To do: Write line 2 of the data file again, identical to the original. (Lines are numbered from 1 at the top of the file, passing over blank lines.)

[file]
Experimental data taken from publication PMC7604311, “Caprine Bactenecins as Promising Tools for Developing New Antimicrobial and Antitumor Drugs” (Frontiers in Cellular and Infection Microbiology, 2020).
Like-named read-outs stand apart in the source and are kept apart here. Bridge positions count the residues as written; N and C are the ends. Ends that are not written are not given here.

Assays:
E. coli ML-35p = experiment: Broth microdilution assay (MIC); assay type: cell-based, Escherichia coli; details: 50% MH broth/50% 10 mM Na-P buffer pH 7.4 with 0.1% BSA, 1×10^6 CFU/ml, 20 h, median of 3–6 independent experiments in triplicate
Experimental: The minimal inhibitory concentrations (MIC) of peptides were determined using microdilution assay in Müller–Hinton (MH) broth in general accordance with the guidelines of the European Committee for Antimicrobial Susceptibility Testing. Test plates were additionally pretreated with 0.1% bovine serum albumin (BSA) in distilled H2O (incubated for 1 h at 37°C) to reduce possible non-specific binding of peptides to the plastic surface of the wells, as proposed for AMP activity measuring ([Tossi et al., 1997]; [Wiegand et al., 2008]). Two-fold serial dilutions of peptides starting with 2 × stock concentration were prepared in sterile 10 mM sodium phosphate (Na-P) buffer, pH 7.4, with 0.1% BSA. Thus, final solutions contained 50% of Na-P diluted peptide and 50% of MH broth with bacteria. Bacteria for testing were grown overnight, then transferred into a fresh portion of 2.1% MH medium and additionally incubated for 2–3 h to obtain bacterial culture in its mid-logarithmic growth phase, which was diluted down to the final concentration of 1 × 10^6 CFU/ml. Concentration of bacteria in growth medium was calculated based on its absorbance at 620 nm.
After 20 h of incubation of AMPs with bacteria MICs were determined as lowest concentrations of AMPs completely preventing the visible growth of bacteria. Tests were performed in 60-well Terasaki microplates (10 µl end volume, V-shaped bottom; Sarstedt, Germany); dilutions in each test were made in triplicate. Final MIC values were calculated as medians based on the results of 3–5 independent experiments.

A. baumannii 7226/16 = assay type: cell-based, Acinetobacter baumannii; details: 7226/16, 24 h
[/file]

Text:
Like-named read-outs stand apart in the source and are kept apart here. Bridge positions count the residues as written; N and C are the ends. Ends that are not written are not given here.